The project team planned for all users across the health system to run the "standard" applications from Terminal Servers at their respective local hospitals. Additionally, many users would need to access medical records applications that would reside on Terminal Servers in the central datacenter in Hospital A. Those users would therefore need access to two Terminal Servers—one at their local site and one in the central datacenter. Generally, users would not need access to multiple Terminal Servers at different local sites.
Now that the project team knew where the Terminal Servers would be located and how they would be accessed, they needed to decide where on the network to store roaming profiles and user data. They knew that they should try to keep the data as close as possible to the Terminal Servers. They decided to create several storage locations throughout the health system, with one storage location at each of the nine hospitals. The exact data location for a specific user would depend on where that user was based. The project team appreciated the fact that just having data stored in multiple locations on the network does not mean each that user's data would be located in multiple locations. It just means users' home folders and roaming profiles would be sprinkled throughout the WAN.
For users in the remote medical offices, roaming profiles and home folders would be stored at the nearest hospital. (See Figure 6.15.) This arrangement is due to the fact that there would not be any Terminal Servers at the remote office facilities, and remote office users would access Terminal Servers located at the nearest hospital.
Figure 6.15: Roaming profile and home folder Locations
Because some users need simultaneously to access applications from Terminal Servers in the central hospital and their local hospitals, the project team needed to decide where those roaming profiles and home folders would be located. Right away they discarded any notions of using data replication to copy user profiles or home folders to multiple locations throughout the WAN. They knew that by introducing data replication, they would needlessly complicate their environment and waste money on additional storage devices and replication software.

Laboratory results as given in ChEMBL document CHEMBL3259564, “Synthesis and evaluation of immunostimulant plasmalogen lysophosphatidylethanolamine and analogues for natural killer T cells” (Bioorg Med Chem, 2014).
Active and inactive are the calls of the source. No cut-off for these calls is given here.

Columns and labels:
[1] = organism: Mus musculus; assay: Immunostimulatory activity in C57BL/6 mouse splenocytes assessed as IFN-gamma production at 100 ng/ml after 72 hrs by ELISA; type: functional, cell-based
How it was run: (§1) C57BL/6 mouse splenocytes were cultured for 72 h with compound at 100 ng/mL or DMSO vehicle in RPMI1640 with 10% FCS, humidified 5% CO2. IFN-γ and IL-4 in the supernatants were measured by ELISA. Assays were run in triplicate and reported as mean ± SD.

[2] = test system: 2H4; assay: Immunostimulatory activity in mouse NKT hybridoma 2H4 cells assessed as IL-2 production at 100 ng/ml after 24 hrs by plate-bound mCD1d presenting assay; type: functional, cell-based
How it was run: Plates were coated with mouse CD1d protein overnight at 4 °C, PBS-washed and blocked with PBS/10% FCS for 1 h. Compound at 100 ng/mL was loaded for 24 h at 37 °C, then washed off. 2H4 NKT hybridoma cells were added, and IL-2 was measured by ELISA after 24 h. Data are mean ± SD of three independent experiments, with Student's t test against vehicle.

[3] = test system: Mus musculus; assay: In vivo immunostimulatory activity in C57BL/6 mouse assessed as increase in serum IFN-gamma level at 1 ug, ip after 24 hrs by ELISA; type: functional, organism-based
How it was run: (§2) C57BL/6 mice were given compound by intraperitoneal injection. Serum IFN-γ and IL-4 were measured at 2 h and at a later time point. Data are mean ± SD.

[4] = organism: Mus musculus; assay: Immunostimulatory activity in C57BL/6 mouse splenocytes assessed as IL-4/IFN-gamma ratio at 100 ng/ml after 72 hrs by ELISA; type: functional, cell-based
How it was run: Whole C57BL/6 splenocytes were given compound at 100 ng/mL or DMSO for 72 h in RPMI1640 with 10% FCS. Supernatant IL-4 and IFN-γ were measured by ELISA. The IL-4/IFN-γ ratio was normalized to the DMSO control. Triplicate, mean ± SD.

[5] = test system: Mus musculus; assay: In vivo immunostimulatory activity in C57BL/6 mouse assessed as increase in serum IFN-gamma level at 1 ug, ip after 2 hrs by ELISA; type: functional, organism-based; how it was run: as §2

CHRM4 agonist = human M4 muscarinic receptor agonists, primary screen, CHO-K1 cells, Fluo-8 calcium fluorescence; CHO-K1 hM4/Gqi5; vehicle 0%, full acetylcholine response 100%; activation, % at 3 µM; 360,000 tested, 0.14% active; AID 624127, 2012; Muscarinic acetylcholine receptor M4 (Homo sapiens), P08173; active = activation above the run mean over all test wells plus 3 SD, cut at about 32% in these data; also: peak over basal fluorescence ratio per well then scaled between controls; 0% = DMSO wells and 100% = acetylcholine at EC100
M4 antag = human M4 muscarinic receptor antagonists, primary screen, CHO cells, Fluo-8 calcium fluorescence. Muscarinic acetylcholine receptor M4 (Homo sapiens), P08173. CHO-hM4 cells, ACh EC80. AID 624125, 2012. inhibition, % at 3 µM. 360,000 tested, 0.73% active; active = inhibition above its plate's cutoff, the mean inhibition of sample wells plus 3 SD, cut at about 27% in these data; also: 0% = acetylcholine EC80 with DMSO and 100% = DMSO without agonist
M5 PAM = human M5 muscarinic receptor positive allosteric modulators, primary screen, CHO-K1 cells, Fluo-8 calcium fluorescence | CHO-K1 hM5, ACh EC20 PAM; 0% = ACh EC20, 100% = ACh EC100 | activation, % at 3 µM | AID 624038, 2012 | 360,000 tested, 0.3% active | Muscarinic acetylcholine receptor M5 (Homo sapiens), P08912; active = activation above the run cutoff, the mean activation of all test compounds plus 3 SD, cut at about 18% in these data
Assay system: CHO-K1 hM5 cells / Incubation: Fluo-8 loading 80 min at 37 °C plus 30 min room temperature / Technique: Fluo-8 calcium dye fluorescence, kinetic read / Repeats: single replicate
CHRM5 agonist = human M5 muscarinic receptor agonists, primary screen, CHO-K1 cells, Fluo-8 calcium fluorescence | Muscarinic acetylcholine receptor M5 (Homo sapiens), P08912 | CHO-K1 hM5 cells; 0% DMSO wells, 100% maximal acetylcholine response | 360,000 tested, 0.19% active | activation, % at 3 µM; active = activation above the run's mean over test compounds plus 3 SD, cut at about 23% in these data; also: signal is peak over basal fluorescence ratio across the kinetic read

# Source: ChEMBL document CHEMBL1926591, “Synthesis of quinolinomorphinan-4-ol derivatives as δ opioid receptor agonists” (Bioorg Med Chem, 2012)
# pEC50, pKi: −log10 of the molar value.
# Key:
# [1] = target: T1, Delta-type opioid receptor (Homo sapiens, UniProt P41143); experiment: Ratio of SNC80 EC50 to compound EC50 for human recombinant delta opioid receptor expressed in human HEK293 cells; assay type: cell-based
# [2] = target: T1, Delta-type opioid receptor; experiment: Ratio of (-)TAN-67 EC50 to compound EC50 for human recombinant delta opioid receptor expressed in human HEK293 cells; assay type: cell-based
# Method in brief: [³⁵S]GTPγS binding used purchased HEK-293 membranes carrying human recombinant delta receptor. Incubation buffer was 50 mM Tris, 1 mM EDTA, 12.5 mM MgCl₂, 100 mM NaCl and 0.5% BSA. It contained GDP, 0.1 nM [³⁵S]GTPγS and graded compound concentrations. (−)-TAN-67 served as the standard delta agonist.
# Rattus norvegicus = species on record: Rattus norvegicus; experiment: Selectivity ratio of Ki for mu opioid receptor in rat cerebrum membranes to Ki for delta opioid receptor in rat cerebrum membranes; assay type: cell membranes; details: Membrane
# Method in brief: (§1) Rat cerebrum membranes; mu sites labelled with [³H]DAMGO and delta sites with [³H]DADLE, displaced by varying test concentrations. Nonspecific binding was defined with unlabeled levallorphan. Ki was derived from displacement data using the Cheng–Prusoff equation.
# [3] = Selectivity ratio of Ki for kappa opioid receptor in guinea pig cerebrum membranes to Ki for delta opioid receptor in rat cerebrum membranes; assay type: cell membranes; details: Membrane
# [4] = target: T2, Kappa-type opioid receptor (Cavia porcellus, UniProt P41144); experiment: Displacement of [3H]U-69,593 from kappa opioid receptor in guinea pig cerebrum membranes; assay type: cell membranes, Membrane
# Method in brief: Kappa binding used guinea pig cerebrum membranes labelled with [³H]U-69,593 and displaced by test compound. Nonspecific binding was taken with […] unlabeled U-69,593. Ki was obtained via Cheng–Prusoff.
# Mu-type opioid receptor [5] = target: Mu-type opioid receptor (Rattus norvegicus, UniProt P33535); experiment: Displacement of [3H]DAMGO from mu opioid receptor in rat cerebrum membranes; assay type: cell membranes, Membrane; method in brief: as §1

Ultimately, the project team decided to keep the user data at the local hospital site since the medical applications that ran on the central Terminal Servers didn't require access to the users' home folders. They could enable home folder overrides for those servers. As for the profiles, it wasn't a major issue for users with sessions on those servers to load their profiles from their local hospital servers since using the flex profiles allowed the project team to limit the size of the profiles.
Once that was settled, all the project team had left to do was to decide how to deal with users that travel between hospitals. Should those users access applications from local Terminal Servers in the hospital they are visiting, or should they access Terminal Servers from their home sites?
After a brief discussion, the project team decided that traveling users would run applications off of Terminal Servers at their home sites, not the sites to which they traveled. This decision was made for several reasons:
Easier to manage, as there would be no need for any script logic to determine from where the user was connecting.
Easier to size the servers, as the user base for each site would be constant.
Master copies of profiles and home folders would be stored at the same local site as the Terminal Server.
Users could easily reconnect to disconnected sessions from any location, as the sessions would always be running in the "proper" location.
The RDP protocol is efficient and is the preferred protocol for WAN communication. (If local Terminal Servers were used, then the RDP protocol would only be used on the local LAN, and inefficient file transfer traffic would traverse the WAN. See Chapter 3 for details.)
Ultimately, Parker HealthNet was able to successfully implement the Terminal Server environment as outlined. Though it has been only six months since they completed the implementation, patient care has been positively affected. In fact, Parker HealthNet is planning on acquiring two or three hospitals in the next 12 to 18 months, and view their Terminal Server environment as one of the key components that will allow them to quickly integrate the new hospitals into their existing business environment.